Emma Beck, 28, from Rotherham, South Yorkshire explains how her son Noah’s uplifting rescue was all caught on camera...

TAGS:

Getting ready to hit the shops when you’re juggling three kids can be hectic.

On Sunday, 17 July 2016, I’d just leapt out of the shower, and sent my eldest son Harrison, 9, in after me.

Then I snatched a moment to do some ironing while my daughter Molly, 4, and son Noah, 18 months, were next door playing in her room. I could hear them chattering away.

Noah’s dad, my partner of three years, Jason Oxley, 42, had nipped out to take his eldest son back to his mum’s.

I was tackling a stubborn crease when suddenly, everything went quiet next door and Molly appeared at my door, face pale.

‘Mummy, Noah’s fallen out of the window!’ she shouted.

Heart pounding, stomach lurching, I ran downstairs and outside to the garden.

Please be OK… I willed.

Noah was lying in a heap on the patio.

Very still, but conscious, moaning quietly.

I scooped him up.

His head was swollen and he had some scratches, but his eyes were open.

‘It’s OK, baby,’ I breathed.

I ran for the nearest neighbour and banged on the window.

‘Call an ambulance!’ I cried.

After that, time became a blur. Helpless, tears streaming, I sat on my sofa cradling Noah, waiting for the paramedics.

Meanwhile, a neighbour fetched my phone and rang Jason, who raced home.

When we moved into the property two years earlier, we were told the bedroom windows didn’t lock as they were our fire-escape route.

That’s why they opened wide.

Molly must’ve opened the window, and Noah must’ve climbed from the bed onto the window ledge – then fallen.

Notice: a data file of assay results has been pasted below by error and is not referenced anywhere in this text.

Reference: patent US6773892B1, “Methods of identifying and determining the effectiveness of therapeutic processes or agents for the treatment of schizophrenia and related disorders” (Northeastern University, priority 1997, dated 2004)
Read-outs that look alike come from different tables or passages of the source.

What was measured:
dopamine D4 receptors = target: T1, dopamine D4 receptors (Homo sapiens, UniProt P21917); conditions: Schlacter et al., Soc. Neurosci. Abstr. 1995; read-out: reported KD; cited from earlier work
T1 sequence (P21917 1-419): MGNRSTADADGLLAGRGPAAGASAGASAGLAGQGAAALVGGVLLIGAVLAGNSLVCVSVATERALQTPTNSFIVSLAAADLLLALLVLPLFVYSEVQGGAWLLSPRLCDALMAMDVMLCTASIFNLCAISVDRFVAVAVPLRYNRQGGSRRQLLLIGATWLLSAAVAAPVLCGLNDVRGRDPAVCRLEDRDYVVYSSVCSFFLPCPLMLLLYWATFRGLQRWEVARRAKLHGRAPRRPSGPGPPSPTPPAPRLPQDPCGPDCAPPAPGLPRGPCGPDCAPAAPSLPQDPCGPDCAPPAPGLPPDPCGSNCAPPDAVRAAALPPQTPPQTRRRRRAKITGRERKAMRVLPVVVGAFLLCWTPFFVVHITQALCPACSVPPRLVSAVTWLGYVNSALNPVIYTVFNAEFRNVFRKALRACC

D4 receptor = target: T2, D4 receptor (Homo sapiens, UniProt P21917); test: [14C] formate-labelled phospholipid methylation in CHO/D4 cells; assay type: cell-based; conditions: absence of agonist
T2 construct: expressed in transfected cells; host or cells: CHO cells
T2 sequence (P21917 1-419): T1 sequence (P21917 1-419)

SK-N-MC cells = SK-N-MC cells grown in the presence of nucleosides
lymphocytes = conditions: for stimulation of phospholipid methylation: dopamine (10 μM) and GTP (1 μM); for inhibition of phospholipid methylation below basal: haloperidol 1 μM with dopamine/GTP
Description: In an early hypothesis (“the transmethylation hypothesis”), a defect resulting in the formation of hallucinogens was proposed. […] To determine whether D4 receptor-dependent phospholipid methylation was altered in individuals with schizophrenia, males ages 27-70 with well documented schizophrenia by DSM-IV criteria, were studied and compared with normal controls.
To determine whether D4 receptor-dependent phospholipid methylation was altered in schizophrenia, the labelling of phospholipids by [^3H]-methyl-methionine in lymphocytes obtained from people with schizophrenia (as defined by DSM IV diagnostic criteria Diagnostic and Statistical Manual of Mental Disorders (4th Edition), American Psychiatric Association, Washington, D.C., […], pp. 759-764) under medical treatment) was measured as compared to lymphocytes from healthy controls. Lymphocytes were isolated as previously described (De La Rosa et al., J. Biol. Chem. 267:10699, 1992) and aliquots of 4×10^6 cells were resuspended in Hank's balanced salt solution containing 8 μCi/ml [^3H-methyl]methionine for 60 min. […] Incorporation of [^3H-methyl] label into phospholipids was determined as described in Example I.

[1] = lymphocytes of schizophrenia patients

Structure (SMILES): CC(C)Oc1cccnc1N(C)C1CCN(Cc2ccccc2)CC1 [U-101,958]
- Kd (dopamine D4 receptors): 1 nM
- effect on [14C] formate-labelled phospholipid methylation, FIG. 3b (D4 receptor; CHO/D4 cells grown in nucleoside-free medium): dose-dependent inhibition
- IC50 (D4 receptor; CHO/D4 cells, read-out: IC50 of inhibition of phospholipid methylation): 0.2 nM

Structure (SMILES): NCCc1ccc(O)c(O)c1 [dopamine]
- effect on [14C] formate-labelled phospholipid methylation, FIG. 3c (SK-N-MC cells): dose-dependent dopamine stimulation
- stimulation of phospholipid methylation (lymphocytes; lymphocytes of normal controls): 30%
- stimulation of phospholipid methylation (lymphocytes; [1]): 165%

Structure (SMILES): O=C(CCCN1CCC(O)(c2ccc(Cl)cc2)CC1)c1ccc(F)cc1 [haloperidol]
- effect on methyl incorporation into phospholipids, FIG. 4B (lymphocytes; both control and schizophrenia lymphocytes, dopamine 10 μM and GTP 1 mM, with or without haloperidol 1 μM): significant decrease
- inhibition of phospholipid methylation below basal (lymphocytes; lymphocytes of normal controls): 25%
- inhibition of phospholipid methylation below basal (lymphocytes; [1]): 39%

Soon after, I heard the whir of helicopter blades. The air ambulance landed and medics cut off Noah’s clothes.

UKTV

I held him in the helicopter as Jason followed in a police car, while Jason’s mum

Nancy 72, came to watch Molly and Harrison.

At Sheffield Children’s Hospital, the helicopter landed in the park opposite.

As Noah was rushed into A&E, I felt like I was in the middle of a film set.

But this was a drama I didn’t want to be living.

Noah was taken for a brain scan while I paced the floor.

UKTV

About 20 minutes later, Jason arrived. We clung to each other in a family room until, minutes on, we had news.

‘I’m afraid it’s a fractured skull stretching from his right eye socket to the back of his head, plus he has a small bleed on the brain,’ the doctor said.

I exchanged a terrified look with Jason.

‘We’ll insert a plastic bolt in his head to measure pressure on his brain for the next 24 hours,’ he added.

‘He’ll be OK, won’t he?’ I said.

‘We can’t make any promises,’ the doctor replied.

SWNS

Bracing ourselves, we silently prayed for a miracle.

But, the following day, pressure normal, Noah was taken off sedation. Although groggy when he came round, with a very sore head, his recovery was amazing.

Within hours, Noah was out of bed, running around the ward asking the nurses if he could have some juice.

The next day, the doctors were so pleased with his progress that they discharged Noah from hospital.

He had a padded helmet to wear to protect his skull.

SWNS

Active again, climbing everything he could find, there was no holding him back!

Accidents happen. I’m just so grateful there wasn’t a tragic ending to our story.

Now, we’ve a green cap over the keyhole on the windows so they’re locked, but we can undo them in the event of a fire.

Six weeks on, a scan revealed Noah had no long-term damage.

Thankfully, his age was on his side. If you or I sustained his injury, it’d probably be fatal.

Alamy

In December, Helicopter ER, broadcast on UKTV’s channel Really, got in touch asking to feature our story.

I’d barely noticed the cameras recording the horror on the day, but I agreed as it’d be a warning to other parents.

I’ll never be able to thank the Yorkshire Air Ambulance (YAA) staff enough.

A charity, they rely solely on donations. In October, I did a 10-mile walk around Rotherham, raising over £3,000 for YAA.

I’ve always been a careful, over-protective mum, but now I never let Noah out of my sight.

Despite his close call, he’s an adventurous spirit. But now, I keep the windows locked before any leap!